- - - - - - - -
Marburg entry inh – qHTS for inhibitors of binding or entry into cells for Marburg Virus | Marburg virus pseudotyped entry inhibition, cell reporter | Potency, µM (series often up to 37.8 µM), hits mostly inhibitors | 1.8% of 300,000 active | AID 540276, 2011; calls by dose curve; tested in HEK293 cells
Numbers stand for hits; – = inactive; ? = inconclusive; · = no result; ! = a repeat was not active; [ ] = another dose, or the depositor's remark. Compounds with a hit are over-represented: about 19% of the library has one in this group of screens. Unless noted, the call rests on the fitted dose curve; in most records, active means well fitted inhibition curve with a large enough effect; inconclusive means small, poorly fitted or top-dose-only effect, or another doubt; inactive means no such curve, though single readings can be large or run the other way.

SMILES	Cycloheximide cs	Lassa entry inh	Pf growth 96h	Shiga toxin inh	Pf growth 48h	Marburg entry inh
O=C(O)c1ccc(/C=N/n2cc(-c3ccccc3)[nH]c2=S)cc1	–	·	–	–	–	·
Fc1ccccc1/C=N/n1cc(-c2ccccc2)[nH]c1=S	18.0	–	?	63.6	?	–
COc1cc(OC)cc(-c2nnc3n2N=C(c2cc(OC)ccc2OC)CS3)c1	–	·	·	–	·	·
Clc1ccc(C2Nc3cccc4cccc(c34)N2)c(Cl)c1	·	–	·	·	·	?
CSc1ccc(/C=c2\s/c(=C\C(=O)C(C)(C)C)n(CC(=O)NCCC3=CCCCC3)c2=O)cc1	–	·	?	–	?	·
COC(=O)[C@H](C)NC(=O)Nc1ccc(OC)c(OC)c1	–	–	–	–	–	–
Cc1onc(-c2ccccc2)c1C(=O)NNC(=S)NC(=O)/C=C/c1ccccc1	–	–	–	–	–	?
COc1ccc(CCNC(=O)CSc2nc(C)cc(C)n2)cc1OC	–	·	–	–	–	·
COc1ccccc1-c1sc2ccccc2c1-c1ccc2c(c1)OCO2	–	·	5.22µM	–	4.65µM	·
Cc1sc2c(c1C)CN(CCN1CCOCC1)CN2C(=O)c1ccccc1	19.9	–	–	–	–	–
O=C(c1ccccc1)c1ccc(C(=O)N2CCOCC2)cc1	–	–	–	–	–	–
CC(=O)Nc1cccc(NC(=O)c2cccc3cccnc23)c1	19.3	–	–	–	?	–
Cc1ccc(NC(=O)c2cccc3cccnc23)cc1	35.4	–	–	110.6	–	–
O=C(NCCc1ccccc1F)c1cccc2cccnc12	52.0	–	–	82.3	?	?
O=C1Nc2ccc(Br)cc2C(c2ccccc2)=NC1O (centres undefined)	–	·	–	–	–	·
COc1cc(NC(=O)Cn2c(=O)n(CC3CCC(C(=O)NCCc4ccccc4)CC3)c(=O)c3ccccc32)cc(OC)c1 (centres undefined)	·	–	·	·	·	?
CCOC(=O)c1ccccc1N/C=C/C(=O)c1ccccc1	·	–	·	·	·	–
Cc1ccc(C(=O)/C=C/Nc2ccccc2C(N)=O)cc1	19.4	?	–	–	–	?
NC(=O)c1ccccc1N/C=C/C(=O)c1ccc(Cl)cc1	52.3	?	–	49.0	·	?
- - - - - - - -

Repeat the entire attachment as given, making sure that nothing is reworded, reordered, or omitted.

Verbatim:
Marburg entry inh – qHTS for inhibitors of binding or entry into cells for Marburg Virus | Marburg virus pseudotyped entry inhibition, cell reporter | Potency, µM (series often up to 37.8 µM), hits mostly inhibitors | 1.8% of 300,000 active | AID 540276, 2011; calls by dose curve; tested in HEK293 cells
Numbers stand for hits; – = inactive; ? = inconclusive; · = no result; ! = a repeat was not active; [ ] = another dose, or the depositor's remark. Compounds with a hit are over-represented: about 19% of the library has one in this group of screens. Unless noted, the call rests on the fitted dose curve; in most records, active means well fitted inhibition curve with a large enough effect; inconclusive means small, poorly fitted or top-dose-only effect, or another doubt; inactive means no such curve, though single readings can be large or run the other way.

SMILES	Cycloheximide cs	Lassa entry inh	Pf growth 96h	Shiga toxin inh	Pf growth 48h	Marburg entry inh
O=C(O)c1ccc(/C=N/n2cc(-c3ccccc3)[nH]c2=S)cc1	–	·	–	–	–	·
Fc1ccccc1/C=N/n1cc(-c2ccccc2)[nH]c1=S	18.0	–	?	63.6	?	–
COc1cc(OC)cc(-c2nnc3n2N=C(c2cc(OC)ccc2OC)CS3)c1	–	·	·	–	·	·
Clc1ccc(C2Nc3cccc4cccc(c34)N2)c(Cl)c1	·	–	·	·	·	?
CSc1ccc(/C=c2\s/c(=C\C(=O)C(C)(C)C)n(CC(=O)NCCC3=CCCCC3)c2=O)cc1	–	·	?	–	?	·
COC(=O)[C@H](C)NC(=O)Nc1ccc(OC)c(OC)c1	–	–	–	–	–	–
Cc1onc(-c2ccccc2)c1C(=O)NNC(=S)NC(=O)/C=C/c1ccccc1	–	–	–	–	–	?
COc1ccc(CCNC(=O)CSc2nc(C)cc(C)n2)cc1OC	–	·	–	–	–	·
COc1ccccc1-c1sc2ccccc2c1-c1ccc2c(c1)OCO2	–	·	5.22µM	–	4.65µM	·
Cc1sc2c(c1C)CN(CCN1CCOCC1)CN2C(=O)c1ccccc1	19.9	–	–	–	–	–
O=C(c1ccccc1)c1ccc(C(=O)N2CCOCC2)cc1	–	–	–	–	–	–
CC(=O)Nc1cccc(NC(=O)c2cccc3cccnc23)c1	19.3	–	–	–	?	–
Cc1ccc(NC(=O)c2cccc3cccnc23)cc1	35.4	–	–	110.6	–	–
O=C(NCCc1ccccc1F)c1cccc2cccnc12	52.0	–	–	82.3	?	?
O=C1Nc2ccc(Br)cc2C(c2ccccc2)=NC1O (centres undefined)	–	·	–	–	–	·
COc1cc(NC(=O)Cn2c(=O)n(CC3CCC(C(=O)NCCc4ccccc4)CC3)c(=O)c3ccccc32)cc(OC)c1 (centres undefined)	·	–	·	·	·	?
CCOC(=O)c1ccccc1N/C=C/C(=O)c1ccccc1	·	–	·	·	·	–
Cc1ccc(C(=O)/C=C/Nc2ccccc2C(N)=O)cc1	19.4	?	–	–	–	?
NC(=O)c1ccccc1N/C=C/C(=O)c1ccc(Cl)cc1	52.3	?	–	49.0	·	?